Board directors at the African Development Bank Group (AfDB) have approved a $23.6 million loan for the construction and equipment of a new aviation training facility in Kigali, the Rwandan capital.
The proposed Centre of Excellence for Aviation Skills (CEAS) will partner with higher learning institutions to produce a skilled workforce to meet global aviation training standards and industry demands.
The centre will include an aircraft hangar and is expected to enrol up to 500 students starting from 2025 when it becomes partly operational.
Training for pilots, maintenance and cabin crew will be offered, and there will be dispatch and ancillary courses, including in airport emergency operations services.
The facility will also provide drone piloting training, flight simulator recurrent training, and other advanced pilot training for specialised missions.
Dr. Beth Dunford, the AfDB’s vice president for agriculture, human and social development, said: “The Bank’s financial support for this Centre of Excellence speaks to our commitment to investing in human capital to meet demands for the jobs of today – and tomorrow – in Africa’s aviation and related industries.”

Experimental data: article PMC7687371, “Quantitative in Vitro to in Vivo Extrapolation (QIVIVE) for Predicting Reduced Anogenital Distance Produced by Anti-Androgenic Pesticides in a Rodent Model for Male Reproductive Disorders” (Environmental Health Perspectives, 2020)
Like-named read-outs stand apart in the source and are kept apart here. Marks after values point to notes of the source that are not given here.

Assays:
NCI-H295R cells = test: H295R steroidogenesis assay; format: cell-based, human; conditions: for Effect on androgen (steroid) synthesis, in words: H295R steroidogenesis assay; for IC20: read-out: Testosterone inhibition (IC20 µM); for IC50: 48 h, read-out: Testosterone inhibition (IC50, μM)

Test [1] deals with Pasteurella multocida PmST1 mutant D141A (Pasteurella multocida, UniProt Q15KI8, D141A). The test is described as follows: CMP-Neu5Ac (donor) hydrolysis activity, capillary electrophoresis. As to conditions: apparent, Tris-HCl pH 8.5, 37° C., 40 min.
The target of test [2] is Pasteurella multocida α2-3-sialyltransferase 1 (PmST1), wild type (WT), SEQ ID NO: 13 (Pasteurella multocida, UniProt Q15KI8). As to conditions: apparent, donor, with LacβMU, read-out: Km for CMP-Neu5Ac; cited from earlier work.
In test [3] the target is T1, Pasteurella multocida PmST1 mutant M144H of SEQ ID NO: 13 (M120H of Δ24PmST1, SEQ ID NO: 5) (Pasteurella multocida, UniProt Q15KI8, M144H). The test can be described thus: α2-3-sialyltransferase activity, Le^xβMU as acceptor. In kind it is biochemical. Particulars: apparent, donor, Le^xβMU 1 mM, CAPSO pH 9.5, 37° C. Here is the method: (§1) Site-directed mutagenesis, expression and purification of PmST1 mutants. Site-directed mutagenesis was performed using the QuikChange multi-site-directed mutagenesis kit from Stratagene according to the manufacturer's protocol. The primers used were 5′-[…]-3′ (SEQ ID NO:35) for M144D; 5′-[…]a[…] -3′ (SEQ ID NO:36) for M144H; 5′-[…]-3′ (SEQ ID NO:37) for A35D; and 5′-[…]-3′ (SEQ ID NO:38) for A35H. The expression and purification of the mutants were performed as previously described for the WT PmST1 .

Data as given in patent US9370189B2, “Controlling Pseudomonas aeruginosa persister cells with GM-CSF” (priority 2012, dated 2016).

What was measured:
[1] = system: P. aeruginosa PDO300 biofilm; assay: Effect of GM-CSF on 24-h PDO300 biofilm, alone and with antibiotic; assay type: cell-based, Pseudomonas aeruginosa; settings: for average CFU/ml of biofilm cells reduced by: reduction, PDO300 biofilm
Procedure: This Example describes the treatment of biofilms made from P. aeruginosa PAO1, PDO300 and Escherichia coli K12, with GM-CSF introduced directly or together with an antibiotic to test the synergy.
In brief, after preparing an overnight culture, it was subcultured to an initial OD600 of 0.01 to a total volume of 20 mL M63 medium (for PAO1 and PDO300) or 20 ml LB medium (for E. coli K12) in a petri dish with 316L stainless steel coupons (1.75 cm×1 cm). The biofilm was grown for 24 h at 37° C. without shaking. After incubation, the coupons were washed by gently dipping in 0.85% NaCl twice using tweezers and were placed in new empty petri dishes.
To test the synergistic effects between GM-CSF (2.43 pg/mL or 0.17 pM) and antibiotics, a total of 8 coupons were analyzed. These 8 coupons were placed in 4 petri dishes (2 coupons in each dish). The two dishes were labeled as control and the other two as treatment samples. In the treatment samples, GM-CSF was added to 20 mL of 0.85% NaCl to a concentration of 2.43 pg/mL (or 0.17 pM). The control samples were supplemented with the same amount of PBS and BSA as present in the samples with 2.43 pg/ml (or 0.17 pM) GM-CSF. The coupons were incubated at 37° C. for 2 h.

The AfDB states that the centre aligns with the country’s Vision 2050 to improve human capital by providing high-quality training, upskilling labour, and transforming the workforce for higher productivity.
According to the AfDB, industry watchers estimate that Africa needs over 50,000 aviation professionals in the next two decades, including 15,000 pilots, 17,000 technicians and 23,000 cabin crew members.
Nnenna Nwabufo, the AfDB’s director general for East Africa, said: “Overall, the project aligns with the Bank’s Skills for Employability and Productivity in Africa Action Plan, which stipulates ways of elevating the skills level of Africa’s workforce.”
Dr Martha Phiri, the AfDB’s director for human capital, youth, and skills development, said: “There is a diversity of skilled and sustainable employment in the aviation industry that should be on the radar of Africa’s youth.
“We aim to scale up the infrastructure needed to increase access to the aviation sector skills training to succeed in securing decent jobs.”
The project’s construction phase will require up to 1,000 workers, and the operation phase is expected to create 98 jobs. The proposed site is close to other related structures, connecting project components to Kigali International Airport’s existing services and facilities.
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